Barings’ Buckley optimistic about European market despite muddy economic outlook

James Buckley 600x450By Emily Lai

The global market has been paying close attention to central banks’ movements these two weeks, with central banks of Australia, New Zealand, and Europe all signaling more accommodative measures while the Federal Reserve hints on a rate hike before year end. The Euro Stoxx 50 jumped almost 5% since last week after Mario Draghi, President of the European Central Bank (ECB) says the Bank is prepared to lower its already negative deposit rate and expand quantitative easing to prevent the risk of another round of economic slump, as weak emerging markets are affecting the sustainability of growth of the Euro area. James Buckley, Head of Pan European Equities at Baring Asset Management, tells BENCHMARK in an exclusive talk that despite the uncertainty of growth in the region for next year, it is still at a good value as an investment destination.

European economy

The European economy has been fragile since the financial crisis. In 2009, the annual EU GDP had shown a 4.4% contraction but was able to post a sound rebound in the following year where the GDP grew 2.1%. However, the trend did not sustain and the economy fell back to contraction in 2012 and has not seen the 2% line since then.

“The European economy has been experiencing extremely slow growth for a few years now,” commented Buckley. “But there are a few tailwinds in the past few months, including the accommodative policies from the ECB, and the lower energy prices which also benefit the area.” However, he is paying close attention to company earnings to assess the sustainability of economic growth in the region.


Running the Baring European Growth Trust and the Baring Europa Fund with a total fund size of US$ 224 million as of August 2015, Buckley’s portfolios mainly focus on large cap companies in Europe, with France taking up more than 20% of investments in both portfolios.

Buckley emphasizes that they employ a fundamental approach to pick stocks and the inclination in France is just a natural result.  “There are a lot of companies listed in France that have global businesses and they can either hedge against ECB’s policies or benefit from them,” he says. “More long-term opportunities can be seen in markets like UK and France.”

He raised the example of Airbus, which stock prices rose 43% year to date. The aircraft company manufactures in Europe and receives mainly dollars as revenue; the weak euro provides a definite advantage.

Although he does not have a mandate on the composition of particular company sizes in the portfolios, Buckley does believe large-caps have their edge on bargaining power. “Facing the challenges of uncertainty in the currency, large cap companies can either do the hedging themselves; compress its supplier to lower the cost ; or pass the extra costs on to customers,” he says.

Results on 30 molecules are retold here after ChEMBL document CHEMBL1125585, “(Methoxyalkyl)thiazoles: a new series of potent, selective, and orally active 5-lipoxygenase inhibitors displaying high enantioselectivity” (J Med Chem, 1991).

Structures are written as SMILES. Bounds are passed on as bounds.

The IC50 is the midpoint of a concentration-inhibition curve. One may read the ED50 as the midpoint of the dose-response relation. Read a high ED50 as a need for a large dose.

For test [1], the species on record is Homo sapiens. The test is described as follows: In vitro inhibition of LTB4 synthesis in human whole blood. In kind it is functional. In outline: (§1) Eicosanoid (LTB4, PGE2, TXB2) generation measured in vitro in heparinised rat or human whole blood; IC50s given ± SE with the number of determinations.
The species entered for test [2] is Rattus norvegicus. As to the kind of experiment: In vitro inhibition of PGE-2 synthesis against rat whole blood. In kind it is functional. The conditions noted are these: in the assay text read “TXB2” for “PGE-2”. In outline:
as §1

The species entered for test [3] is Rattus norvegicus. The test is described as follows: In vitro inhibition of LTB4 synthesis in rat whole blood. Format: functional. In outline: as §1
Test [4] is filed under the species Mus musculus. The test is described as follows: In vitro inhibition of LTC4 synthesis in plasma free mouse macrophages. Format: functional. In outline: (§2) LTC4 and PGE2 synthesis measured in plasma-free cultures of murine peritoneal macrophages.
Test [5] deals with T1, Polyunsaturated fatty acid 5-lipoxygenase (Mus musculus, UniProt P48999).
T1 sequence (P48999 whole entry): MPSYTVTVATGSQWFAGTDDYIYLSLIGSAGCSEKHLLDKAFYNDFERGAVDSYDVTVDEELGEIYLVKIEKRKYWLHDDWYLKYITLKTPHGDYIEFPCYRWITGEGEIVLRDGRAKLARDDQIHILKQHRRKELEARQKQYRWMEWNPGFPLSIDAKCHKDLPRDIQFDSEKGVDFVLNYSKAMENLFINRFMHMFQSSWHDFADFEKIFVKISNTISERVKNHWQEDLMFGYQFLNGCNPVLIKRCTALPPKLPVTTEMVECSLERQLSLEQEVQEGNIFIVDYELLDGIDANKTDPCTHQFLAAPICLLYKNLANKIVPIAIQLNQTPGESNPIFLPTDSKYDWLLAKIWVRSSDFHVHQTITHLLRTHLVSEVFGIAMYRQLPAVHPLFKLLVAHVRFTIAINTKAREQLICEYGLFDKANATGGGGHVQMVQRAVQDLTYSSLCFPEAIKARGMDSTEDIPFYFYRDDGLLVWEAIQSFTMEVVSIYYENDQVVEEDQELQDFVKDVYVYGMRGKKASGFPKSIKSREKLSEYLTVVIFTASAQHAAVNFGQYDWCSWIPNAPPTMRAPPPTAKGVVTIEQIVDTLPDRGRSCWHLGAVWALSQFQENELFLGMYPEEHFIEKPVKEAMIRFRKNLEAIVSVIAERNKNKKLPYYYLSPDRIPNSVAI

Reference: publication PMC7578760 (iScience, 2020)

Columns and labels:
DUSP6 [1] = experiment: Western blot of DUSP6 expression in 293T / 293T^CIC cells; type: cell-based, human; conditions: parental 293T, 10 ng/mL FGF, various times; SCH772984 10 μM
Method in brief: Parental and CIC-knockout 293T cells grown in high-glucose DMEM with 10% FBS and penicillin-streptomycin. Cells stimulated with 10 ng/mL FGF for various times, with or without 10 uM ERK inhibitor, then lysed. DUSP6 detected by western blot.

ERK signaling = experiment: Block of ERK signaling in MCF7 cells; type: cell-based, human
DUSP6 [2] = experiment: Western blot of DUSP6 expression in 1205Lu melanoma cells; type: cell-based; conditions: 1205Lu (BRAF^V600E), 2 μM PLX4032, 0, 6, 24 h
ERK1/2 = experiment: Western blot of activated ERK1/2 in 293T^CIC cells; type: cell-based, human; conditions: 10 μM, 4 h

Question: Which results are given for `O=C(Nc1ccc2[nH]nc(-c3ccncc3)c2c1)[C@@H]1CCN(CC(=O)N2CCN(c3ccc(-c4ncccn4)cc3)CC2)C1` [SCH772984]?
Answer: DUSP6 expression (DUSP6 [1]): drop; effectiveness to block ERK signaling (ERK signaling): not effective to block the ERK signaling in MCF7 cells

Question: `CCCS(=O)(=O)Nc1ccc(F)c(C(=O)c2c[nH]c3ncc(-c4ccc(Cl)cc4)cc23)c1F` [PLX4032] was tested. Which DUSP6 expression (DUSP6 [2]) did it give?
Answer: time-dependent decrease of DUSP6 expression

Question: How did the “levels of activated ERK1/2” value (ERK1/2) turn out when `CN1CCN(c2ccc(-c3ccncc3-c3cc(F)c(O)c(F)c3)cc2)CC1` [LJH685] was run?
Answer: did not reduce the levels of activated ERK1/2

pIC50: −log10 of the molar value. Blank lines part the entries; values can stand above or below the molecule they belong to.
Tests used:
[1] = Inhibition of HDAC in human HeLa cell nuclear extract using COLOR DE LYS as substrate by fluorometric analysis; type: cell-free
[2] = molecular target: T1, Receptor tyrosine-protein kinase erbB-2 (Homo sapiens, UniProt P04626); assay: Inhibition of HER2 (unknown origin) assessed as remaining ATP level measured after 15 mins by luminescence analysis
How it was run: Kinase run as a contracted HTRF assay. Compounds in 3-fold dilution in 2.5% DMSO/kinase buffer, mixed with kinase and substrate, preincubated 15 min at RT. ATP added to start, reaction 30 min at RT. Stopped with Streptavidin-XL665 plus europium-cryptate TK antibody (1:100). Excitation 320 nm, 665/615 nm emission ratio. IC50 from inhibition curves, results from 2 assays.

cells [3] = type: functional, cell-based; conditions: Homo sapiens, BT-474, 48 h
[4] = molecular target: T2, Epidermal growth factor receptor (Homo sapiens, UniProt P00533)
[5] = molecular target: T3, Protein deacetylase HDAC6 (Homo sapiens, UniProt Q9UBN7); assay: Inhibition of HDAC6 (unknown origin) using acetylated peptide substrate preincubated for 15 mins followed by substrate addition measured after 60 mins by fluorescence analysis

The funds are highly active funds with high conviction, concentrating in 40 to 50 stocks. Buckley employs bottom-up approaches for stock picking and keeps turnover small for the funds. “It is quite challenging to do active investment when the market goes against you,” he says. “But the conviction helps with performance.”


Both of Buckley’s portfolio overweight financials, health care, and industrial companies and underweight consumer staples and resources stocks.

He emphasizes that the financial sector is much diversified and must be very selective in stock picking. He favors insurance companies as they are of attractive valuation, have strong balance sheets, and provide a positive outlook for growth especially from the expanding Asian market.

Another area worth looking at is specialty financial, including fund management companies. Buckley finds potentials because they are mostly well-capitalized with good prospects of dividend payout and share buyback plans. The long term trend of decreasing interest rate also helps boost the industry.

Buckley also overweights the healthcare sector for its innovation. Long term supportive factors include the aging population and changing government policies to discourage hospital population. He believes the industry is still of reasonable valuation and Novo Nordisk, a Danish healthcare company with franchise in its diabetes medication, is the longest holding stock in Buckley’s portfolios.

On the other hand, Buckley underweights consumer staples because the valuation is not justified by the slowing organic growth; and also the resources sector in which he foresees a significant drop in company earnings.

Looking forward

Buckley acknowledges that the growth in European economy would largely depend on the global development and the market is not massively confident in Europe, however, he still believes it is a market of attractive value. Dividend payout and growth in the company would be the two important fundamentals he is eyeing for the time being.  BM